By Donna Hornby
21 December, 2016
December 15, 1995, was a Friday. My office phone rang. “There’s a family on the side of the N3 with their livestock. They’ve been evicted. They don’t know where to go.” It was 4 pm on the last working day before Christmas holidays. A violent thunderstorm was brewing outside AFRA’s offices in Pietermaritzburg. With a sinking heart, I called every lawyer I knew. The answers were the same. “Not much we can do at this time of the year, especially on a Friday. Sorry.” My final, feeble effort was a church. And then I went home to begin celebrating the festive season.
This case was not unique back then. But the rainbow over the nation was the recently promulgated, far-reaching new Constitution. The Bill of Rights entrenched a range of new rights for all citizens, including secure tenure to those who had been previously deprived of it or comparable redress where secure tenure was not possible. Citizens now also had rights to housing, water and health care, which the state was obliged to progressively realize, as well as rights to adequate food and equitable access to land. The following year, with pressure from land rights organisations and a sympathetic Department of Land Affairs (DLA), the Land Reform (Labour Tenants) Act was passed, giving labour tenants secure tenure over the land they lived on and used, and the possibility of claiming ownership. In 1997, the Extension of Security of Tenure Act (ESTA) was passed to protect the tenure and way of life of people living on farms they didn’t own. Farm owners could now only evict under tightly regulated conditions, with a court order, and only after an investigation had been conducted by the DLA.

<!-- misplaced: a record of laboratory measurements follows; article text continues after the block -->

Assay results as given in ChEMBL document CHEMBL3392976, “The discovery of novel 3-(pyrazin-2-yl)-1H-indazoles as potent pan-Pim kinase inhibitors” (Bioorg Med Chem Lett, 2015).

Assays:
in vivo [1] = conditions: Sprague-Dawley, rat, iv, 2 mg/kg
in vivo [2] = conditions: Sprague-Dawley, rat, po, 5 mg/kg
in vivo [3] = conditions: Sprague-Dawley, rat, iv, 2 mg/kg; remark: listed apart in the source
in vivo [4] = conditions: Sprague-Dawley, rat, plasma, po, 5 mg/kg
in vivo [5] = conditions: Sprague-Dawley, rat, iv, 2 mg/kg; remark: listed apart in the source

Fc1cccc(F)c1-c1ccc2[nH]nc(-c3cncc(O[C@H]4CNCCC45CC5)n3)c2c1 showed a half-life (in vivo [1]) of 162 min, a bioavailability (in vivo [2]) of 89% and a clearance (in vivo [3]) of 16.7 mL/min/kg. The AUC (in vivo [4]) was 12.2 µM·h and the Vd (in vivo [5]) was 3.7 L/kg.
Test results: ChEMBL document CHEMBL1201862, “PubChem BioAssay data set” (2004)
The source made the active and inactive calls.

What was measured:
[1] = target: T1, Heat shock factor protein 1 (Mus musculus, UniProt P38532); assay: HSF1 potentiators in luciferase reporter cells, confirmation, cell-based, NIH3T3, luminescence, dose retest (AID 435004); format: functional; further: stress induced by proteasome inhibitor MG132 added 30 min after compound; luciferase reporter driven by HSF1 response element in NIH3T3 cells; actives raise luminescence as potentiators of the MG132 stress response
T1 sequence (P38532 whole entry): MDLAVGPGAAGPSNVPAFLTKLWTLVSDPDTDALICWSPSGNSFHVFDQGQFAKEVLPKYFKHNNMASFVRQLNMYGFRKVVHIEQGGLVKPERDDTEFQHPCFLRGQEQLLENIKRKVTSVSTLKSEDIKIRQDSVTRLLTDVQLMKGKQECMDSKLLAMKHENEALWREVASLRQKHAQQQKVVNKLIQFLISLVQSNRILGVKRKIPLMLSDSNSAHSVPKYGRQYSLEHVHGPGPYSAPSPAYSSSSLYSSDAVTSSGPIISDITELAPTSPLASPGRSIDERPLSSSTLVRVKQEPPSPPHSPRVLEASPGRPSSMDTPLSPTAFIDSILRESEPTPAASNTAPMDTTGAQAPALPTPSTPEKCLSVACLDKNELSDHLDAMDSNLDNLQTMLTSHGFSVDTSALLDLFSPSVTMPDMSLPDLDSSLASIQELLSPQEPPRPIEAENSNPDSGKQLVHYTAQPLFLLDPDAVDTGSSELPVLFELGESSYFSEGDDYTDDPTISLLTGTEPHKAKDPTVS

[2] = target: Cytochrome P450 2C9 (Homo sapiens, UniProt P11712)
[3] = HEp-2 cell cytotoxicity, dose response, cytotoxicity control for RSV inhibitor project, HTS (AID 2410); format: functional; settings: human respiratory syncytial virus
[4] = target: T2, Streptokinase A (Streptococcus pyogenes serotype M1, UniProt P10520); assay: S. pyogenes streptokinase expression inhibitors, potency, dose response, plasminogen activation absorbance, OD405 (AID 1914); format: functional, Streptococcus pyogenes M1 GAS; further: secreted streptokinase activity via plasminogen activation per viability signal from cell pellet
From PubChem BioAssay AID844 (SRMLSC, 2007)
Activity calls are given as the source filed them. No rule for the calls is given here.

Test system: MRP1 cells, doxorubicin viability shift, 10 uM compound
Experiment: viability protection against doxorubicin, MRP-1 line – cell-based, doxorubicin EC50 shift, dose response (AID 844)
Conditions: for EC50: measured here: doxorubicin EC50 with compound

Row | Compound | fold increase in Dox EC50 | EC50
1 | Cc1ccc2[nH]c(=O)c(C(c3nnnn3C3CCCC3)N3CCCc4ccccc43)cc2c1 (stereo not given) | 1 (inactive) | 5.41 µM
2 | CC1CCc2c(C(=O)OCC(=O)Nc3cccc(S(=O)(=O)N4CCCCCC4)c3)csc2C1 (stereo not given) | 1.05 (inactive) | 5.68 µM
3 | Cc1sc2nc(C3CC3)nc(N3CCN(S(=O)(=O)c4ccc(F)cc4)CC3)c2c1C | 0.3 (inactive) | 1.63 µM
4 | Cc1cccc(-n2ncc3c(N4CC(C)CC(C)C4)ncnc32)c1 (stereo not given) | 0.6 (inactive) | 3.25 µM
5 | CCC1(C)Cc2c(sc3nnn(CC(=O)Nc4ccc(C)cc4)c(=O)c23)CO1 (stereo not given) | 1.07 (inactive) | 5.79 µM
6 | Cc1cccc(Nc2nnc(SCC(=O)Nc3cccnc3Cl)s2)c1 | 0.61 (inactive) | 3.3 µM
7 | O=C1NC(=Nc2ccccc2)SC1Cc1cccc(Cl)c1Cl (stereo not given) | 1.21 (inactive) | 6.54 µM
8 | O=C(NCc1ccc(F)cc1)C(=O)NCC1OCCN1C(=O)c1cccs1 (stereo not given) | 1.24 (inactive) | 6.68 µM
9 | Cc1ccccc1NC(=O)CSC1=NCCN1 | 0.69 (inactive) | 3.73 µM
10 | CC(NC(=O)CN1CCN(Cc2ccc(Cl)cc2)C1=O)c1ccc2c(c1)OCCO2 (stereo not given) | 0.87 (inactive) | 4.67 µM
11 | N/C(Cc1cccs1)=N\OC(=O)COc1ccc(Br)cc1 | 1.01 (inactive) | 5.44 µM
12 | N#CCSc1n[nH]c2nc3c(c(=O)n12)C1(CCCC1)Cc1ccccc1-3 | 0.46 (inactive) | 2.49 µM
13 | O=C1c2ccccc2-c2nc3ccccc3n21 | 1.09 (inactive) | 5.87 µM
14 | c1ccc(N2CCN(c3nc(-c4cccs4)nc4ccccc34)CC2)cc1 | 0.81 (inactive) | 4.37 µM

We had good reason to hope that the horror of evictions – and the acrimonious relations that led up to them – was a thing of the past. We also had reason to hope that the government’s commitment to a developmental state would be extended to people living on farms. We were wrong.
More evictions took place between 1995 and 2005 than in the decade preceding the new Constitution. The rights of labour tenants to keep livestock and grow crops to supplement paltry salaries were further eroded, and these small farmers who exchanged their labour and the labour of their children for access to farmland were systematically transformed into wage labourers. The ferocious struggles against cattle impounding, reduced land for cropping, deprivations of water and firewood, and ploughing of graves couldn’t gain political traction because of their isolated nature. What the Nationalist Government had failed to do was finally being achieved under a democratic government. How had this happened? Continue reading